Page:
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Harbor Herons Bird Conservation Area

General Site Information: The Harbor Herons BCA consists of Goethals Bridge Pond, adjoining wetlands, and property along Old Place Creek. BCA designation is confined to these state-owned lands, part of a larger assemblage referred to as the Harbor Herons Complex consisting of several nesting islands and foraging areas throughout the New York City area. Goethals Bridge Pond is a Department of State-designated Significant Coastal Fish and Wildlife Habitat. The mixture of productive tidal marsh, freshwater marsh, shallow water foraging habitats, their proximity to islands with suitable nesting habitat and minimal human and predator intrusion, is key to the importance of the area for nesting wading birds. The presence of abundant and consistently available forage fish and invertebrates are a critical element to continued existence of these productive nesting colonies. Shorebirds also use the mud flats extensively for foraging.

Nesting islands near the BCA include the Isle of Meadows and Pralls Island (owned by New York City) and Shooters Island (mostly in New York, but a small portion is in New Jersey, and managed by New York City). These islands are located in the near shore waters to the north and west of Staten Island, and are all part of the Harbor Herons Complex. The nesting birds on these islands rely heavily on the BCA for foraging habitat. Other islands in the Harbor Herons Complex used by colonial waterbirds for nesting are: Hoffman Island (south of eastern end of Staten Island), North and South Brothers Islands (East River), and islands in Jamaica Bay.

Nesting islands in the Harbor Herons Complex support significant portions of the nesting populations of several species of wading birds in New York State. Overall, the total number of individuals present for most of the wading bird species found in the Harbor Herons Complex appear relatively stable. However, the actual nesting colony locations appear to shift between the various islands over time. Occasional human disturbance, predators, and loss of suitable nesting habitat due to changes in vegetation appear to be factors influencing these shifts.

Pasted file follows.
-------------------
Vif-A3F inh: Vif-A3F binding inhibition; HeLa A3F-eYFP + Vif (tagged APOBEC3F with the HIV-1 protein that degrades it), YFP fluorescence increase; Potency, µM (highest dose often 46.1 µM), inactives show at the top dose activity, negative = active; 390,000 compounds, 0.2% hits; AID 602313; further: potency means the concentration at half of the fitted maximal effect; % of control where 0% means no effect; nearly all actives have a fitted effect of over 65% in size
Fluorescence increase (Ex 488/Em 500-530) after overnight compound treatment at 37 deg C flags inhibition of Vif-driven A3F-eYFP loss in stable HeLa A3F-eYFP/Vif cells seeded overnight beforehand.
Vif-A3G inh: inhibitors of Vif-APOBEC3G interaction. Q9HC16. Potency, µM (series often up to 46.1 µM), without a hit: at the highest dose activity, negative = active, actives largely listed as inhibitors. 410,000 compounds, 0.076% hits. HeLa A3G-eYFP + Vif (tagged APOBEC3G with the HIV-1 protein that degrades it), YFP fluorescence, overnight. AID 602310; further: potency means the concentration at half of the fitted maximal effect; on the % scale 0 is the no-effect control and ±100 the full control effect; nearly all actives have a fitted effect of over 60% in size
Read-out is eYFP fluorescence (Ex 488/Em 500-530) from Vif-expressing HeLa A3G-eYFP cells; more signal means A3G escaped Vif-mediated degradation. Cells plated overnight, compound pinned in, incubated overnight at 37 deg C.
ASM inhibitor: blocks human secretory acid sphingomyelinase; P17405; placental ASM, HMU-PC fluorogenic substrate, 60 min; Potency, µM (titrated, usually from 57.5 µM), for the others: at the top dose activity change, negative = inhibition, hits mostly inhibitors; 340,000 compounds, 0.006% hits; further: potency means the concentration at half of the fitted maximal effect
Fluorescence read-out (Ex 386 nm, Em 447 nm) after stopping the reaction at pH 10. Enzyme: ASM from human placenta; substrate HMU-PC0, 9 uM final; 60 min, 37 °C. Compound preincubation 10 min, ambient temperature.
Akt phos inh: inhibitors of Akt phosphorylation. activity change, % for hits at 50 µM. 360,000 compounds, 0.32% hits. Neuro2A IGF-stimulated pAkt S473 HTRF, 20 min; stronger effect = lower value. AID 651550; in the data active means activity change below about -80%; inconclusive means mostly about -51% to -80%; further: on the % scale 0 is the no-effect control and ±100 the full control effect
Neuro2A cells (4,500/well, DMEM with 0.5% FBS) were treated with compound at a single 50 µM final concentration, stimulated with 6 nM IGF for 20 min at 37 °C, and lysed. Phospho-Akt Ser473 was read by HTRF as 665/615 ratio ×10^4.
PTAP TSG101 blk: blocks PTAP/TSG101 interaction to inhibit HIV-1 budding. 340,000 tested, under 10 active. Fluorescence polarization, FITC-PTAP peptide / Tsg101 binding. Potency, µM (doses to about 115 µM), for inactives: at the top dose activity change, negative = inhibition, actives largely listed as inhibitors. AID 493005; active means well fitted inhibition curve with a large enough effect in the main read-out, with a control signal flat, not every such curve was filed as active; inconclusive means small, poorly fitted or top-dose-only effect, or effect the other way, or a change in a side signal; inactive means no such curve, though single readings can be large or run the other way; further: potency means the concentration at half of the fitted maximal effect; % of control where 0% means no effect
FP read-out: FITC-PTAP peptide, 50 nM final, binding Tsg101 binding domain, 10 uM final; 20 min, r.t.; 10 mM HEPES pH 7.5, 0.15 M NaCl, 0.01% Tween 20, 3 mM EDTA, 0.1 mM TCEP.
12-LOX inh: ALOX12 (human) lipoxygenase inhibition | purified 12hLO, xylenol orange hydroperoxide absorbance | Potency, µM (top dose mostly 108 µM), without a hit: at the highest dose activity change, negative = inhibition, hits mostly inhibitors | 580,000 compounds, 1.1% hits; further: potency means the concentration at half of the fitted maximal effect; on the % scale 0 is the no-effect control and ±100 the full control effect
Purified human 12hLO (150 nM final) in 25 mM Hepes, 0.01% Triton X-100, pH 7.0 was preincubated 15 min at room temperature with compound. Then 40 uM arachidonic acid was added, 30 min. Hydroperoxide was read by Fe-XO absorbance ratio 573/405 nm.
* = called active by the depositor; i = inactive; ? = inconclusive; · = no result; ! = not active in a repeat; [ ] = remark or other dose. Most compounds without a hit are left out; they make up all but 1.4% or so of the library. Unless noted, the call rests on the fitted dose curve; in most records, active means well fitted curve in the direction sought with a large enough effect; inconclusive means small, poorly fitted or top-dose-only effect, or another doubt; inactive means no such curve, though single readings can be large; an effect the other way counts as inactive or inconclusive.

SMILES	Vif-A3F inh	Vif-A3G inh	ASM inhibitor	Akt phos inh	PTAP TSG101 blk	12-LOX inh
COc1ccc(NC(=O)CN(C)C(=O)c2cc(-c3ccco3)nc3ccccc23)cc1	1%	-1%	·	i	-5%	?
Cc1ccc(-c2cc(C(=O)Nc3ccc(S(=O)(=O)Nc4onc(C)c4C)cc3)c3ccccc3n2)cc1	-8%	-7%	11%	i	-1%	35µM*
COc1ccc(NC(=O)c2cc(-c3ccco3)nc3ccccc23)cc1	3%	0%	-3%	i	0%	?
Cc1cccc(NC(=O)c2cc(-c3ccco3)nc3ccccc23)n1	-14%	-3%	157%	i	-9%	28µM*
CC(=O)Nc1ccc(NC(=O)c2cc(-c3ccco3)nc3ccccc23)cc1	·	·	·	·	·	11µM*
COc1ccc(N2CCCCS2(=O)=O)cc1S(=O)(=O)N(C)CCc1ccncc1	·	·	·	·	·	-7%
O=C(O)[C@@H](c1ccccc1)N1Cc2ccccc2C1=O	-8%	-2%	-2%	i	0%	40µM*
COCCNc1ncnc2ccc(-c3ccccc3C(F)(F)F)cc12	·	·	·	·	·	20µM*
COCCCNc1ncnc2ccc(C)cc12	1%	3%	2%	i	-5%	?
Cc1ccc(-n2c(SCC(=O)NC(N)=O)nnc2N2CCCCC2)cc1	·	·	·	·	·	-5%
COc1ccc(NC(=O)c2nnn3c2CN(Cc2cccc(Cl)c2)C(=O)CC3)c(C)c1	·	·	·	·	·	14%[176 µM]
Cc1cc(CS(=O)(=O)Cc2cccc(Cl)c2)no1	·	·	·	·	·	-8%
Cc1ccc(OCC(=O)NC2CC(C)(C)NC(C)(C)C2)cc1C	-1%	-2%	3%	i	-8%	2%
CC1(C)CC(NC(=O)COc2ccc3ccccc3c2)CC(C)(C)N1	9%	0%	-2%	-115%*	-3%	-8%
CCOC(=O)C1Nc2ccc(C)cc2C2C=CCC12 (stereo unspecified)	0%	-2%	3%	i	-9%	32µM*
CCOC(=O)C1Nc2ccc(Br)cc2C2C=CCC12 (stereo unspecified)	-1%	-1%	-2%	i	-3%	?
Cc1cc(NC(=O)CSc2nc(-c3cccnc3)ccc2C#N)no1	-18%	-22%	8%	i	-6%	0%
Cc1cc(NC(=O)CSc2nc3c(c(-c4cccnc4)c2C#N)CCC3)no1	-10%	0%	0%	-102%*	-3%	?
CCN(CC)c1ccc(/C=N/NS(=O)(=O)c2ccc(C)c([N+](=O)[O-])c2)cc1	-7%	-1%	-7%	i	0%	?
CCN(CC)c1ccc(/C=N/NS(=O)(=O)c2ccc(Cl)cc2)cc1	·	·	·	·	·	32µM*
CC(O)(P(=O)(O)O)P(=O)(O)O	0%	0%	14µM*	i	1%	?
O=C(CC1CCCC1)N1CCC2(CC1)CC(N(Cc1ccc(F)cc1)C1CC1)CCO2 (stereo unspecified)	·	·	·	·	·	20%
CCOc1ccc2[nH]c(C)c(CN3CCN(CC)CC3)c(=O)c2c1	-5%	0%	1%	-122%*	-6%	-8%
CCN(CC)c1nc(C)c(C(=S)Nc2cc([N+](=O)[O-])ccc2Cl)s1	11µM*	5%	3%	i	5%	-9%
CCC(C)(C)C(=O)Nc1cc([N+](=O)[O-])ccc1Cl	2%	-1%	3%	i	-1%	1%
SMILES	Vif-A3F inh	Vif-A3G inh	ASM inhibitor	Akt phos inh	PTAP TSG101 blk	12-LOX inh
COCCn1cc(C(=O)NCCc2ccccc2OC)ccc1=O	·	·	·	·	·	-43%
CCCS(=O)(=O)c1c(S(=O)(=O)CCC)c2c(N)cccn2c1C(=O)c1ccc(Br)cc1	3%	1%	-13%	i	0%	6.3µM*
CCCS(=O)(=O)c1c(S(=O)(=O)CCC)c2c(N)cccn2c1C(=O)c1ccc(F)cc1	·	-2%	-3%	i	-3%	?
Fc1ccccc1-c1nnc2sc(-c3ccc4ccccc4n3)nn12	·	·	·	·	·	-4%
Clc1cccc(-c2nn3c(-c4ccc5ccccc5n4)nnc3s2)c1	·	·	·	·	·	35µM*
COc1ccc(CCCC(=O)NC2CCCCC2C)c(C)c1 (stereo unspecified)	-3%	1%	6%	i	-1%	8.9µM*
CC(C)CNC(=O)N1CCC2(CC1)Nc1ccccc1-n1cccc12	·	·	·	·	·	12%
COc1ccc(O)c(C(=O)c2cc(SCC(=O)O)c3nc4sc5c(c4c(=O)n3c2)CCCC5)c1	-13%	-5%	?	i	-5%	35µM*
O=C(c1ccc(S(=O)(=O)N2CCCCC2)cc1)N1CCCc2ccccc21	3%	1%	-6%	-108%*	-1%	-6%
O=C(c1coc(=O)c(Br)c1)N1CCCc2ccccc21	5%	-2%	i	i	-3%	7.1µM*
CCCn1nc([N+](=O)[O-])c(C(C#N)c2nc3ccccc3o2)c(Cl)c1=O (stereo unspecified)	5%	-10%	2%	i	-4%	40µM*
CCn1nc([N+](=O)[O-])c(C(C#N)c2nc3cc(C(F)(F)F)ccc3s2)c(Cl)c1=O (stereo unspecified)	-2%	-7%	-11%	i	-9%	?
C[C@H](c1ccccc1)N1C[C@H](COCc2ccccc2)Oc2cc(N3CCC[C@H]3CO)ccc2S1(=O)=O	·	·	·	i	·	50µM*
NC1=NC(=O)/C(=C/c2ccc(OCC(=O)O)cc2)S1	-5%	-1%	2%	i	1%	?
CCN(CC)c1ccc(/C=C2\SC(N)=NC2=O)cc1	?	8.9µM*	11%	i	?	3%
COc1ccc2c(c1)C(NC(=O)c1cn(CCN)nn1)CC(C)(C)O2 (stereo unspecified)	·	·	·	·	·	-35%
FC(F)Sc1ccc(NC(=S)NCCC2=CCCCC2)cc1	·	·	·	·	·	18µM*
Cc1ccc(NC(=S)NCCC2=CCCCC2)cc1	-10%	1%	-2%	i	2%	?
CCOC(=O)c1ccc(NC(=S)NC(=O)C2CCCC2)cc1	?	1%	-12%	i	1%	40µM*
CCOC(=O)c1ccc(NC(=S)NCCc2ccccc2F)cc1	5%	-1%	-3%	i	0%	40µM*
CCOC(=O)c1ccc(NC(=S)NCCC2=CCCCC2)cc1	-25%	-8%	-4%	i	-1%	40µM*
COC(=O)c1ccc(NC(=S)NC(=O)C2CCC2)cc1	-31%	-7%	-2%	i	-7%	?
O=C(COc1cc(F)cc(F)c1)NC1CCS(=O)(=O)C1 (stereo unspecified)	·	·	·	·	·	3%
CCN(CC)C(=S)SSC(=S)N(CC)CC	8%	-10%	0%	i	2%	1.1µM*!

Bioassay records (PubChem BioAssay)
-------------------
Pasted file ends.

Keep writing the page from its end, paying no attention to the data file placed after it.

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Harbor Herons BCA Management Guidance Summary

Site Name: Harbor Herons Bird Conservation Area

State Ownership and Managing Agency: Department of Environmental Conservation

Location: Richmond County, Staten Island, City of New York

Size of Area: 111 acres

DEC Region: 2

Vision Statement: Manage the diverse and productive forage habitats for all bird species with special emphasis on colonial waterbirds using the area.

Key BCA Criteria: Wading bird concentration site; diverse species concentration site; individual species concentration site; bird research site (ECL §11-2001, 3.d, f, g and i). This BCA is an important foraging area for the nearby nesting colonies, which support a significant percentage of the state's nesting cattle egret, great egret, snowy egret, black-crowned night heron, and glossy ibis, as well as smaller numbers of little blue heron, yellow-crowned night heron, great black-backed gull, and herring gull. Ponds, wetlands, and creeks support marsh wren, waterfowl, shorebirds, and other wetland-dependent species.

Critical Habitat Types: Freshwater and tidal ponds, marshes, creeks, and mud flats serve as important foraging areas. Goethals Bridge Pond is particularly important due to its unique habitat, size, and forage productivity.

Operation and Management Considerations:

  • Identify habitat management activities needed to maintain site as a BCA.
    A hydrologic study is underway for the tidal wetland area adjacent to Goethals Bridge Pond to determine the best approach to restore tidal influence. Tidal influence will help to reduce the encroaching Phragmites reed and restore native plant communities. Similar efforts are being considered for Goethals Bridge Pond.
  • Identify seasonal sensitivities; adjust routine operations accordingly.
    Disturbance (human intrusion, predators) of foraging areas needs to be minimized at Goethals Bridge Pond, in particular.
  • Identify state activities or operations which may pose a threat to the critical habitat types identified above; recommend alternatives to existing and future operations which may pose threats to those habitats.